US4320437A - Capacitor with edge coated electrode - Google Patents

Capacitor with edge coated electrode Download PDF

Info

Publication number
US4320437A
US4320437A US06161723 US16172380A US4320437A US 4320437 A US4320437 A US 4320437A US 06161723 US06161723 US 06161723 US 16172380 A US16172380 A US 16172380A US 4320437 A US4320437 A US 4320437A
Authority
US
Grant status
Grant
Patent type
Prior art keywords
foil
dielectric
coating
edge
capacitor
Prior art date
Legal status (The legal status is an assumption and is not a legal conclusion. Google has not performed a legal analysis and makes no representation as to the accuracy of the status listed.)
Expired - Lifetime
Application number
US06161723
Inventor
David G. Shaw
Angelo Yializis
Current Assignee (The listed assignees may be inaccurate. Google has not performed a legal analysis and makes no representation or warranty as to the accuracy of the list.)
General Electric Co
Original Assignee
General Electric Co
Priority date (The priority date is an assumption and is not a legal conclusion. Google has not performed a legal analysis and makes no representation as to the accuracy of the date listed.)
Filing date
Publication date
Grant date

Links

Images

Classifications

    • HELECTRICITY
    • H01BASIC ELECTRIC ELEMENTS
    • H01GCAPACITORS; CAPACITORS, RECTIFIERS, DETECTORS, SWITCHING DEVICES OR LIGHT-SENSITIVE DEVICES, OF THE ELECTROLYTIC TYPE
    • H01G4/00Fixed capacitors; Processes of their manufacture
    • H01G4/32Wound capacitors

Abstract

A roll section for an electrical capacitor comprises a wound composite of alternate strips of polypropylene and aluminum foil with narrow bands of a dielectric coating along the longitudinal edges of the aluminum strips. The coated edges may also be folded for optimum results.

Description

BACKGROUND OF THE INVENTION

This invention relates to an improved dielectric, liquid impregnated, wound roll electrical capacitor and more particularly to wound roll capacitors wherein a high dielectric constant polymer coat is utilized on the edges of the electrode foils at the roll ends or edges.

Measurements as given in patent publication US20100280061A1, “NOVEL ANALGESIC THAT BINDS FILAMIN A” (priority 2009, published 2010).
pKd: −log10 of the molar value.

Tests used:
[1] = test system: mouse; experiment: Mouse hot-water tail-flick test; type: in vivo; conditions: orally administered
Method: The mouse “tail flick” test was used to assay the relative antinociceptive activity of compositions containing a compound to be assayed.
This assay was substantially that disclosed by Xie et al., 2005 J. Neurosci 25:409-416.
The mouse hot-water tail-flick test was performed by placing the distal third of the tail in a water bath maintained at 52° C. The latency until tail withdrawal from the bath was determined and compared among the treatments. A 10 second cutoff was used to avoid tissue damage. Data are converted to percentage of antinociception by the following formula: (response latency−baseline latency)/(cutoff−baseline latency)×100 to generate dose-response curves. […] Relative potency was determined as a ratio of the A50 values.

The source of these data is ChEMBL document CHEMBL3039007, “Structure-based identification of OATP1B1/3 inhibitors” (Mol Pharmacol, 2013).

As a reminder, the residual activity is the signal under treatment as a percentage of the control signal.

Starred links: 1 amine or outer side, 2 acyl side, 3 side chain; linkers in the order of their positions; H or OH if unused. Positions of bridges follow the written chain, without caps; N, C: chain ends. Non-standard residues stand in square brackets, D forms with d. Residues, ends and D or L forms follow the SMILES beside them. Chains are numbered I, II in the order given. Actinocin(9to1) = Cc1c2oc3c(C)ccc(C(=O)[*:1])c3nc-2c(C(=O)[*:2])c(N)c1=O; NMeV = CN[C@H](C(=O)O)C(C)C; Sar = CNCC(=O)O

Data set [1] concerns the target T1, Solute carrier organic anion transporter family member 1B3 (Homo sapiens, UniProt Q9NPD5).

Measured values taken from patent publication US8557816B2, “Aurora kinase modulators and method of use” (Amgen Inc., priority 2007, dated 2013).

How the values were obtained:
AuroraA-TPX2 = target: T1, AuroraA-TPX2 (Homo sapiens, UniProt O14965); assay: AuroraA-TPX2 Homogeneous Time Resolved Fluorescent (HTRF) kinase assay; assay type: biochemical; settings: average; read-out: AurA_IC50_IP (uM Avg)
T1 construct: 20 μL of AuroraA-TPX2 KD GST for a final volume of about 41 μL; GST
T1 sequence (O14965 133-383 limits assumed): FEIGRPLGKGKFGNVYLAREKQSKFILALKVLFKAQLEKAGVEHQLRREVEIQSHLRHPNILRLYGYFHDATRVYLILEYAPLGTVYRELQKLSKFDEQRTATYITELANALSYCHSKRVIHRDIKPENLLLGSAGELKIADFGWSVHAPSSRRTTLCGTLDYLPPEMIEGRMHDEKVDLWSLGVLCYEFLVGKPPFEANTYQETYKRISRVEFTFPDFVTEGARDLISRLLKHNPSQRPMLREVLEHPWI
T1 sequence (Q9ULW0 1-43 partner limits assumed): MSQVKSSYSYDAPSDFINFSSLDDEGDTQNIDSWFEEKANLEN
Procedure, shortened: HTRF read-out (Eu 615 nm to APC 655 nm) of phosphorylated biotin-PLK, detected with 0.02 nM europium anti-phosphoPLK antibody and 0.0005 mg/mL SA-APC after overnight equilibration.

In the production of electrical capacitors, particularly improved power factor correction capacitors utilizing synthetic resin films, principally polypropylene, as the sole dielectric, there have been a number of deterrent electrical problems. These problems relate to the feature that the capacitors are made up of alternating thin strips of electrode foil and synthetic resin film which are wound together very tightly in a roll form. Then, one or more such rolls are tightly fitted into a casing which is filled with a dielectric fluid to impregnate the roll. Because of the tightness of the assembly and the swelling of the resin film by the fluid impregnant, the usual thin layer of a dielectric fluid at the roll edges between an electrode foil and a film strip becomes markedly thinner. A present practice for other reasons is to use a lower dielectric constant fluid in such capacitors, and when this thin layer of fluid is under a very high voltage stress, breakdown and deleterious corona discharge occurs. This condition limits the development of more efficient and effective capacitors.